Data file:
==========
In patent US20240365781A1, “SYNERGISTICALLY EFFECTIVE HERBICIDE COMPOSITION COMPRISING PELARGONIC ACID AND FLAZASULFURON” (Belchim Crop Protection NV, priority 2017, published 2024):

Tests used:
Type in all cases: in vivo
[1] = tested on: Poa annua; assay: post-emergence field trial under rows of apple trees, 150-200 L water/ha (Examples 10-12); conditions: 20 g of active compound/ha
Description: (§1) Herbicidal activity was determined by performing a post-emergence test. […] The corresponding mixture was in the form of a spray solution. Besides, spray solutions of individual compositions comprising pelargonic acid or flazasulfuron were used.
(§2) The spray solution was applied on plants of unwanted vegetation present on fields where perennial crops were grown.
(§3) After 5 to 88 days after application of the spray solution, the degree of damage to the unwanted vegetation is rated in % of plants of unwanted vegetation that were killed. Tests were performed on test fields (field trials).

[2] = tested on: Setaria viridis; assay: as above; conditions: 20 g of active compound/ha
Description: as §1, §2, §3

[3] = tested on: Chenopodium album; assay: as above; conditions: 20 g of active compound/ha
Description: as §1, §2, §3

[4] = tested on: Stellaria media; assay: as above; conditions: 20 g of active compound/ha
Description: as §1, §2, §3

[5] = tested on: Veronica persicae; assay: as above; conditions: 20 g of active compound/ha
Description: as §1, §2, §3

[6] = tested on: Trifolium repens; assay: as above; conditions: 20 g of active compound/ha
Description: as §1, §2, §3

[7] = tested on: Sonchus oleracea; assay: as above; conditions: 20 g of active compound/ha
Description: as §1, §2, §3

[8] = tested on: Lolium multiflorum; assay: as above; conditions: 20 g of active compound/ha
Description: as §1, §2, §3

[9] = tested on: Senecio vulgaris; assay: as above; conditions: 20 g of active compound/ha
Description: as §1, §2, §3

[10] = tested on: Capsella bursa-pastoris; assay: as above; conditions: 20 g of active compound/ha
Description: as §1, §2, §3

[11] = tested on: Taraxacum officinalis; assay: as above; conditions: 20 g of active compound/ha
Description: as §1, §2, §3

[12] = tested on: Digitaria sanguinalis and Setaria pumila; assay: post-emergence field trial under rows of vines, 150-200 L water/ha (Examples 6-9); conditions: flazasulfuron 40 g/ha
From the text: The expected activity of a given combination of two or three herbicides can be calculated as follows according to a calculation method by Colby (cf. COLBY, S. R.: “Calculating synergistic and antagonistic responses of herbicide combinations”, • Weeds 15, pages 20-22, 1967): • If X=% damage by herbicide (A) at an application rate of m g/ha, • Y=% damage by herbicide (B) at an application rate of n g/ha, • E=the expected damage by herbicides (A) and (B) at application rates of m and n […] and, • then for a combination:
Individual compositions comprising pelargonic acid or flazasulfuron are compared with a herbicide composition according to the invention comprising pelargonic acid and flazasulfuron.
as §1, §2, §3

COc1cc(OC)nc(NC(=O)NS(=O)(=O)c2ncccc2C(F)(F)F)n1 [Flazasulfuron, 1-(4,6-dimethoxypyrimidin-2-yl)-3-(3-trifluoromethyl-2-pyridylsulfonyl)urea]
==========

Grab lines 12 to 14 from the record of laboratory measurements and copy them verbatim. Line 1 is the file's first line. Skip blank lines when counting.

[4] = tested on: Stellaria media; assay: as above; conditions: 20 g of active compound/ha
Description: as §1, §2, §3

[5] = tested on: Veronica persicae; assay: as above; conditions: 20 g of active compound/ha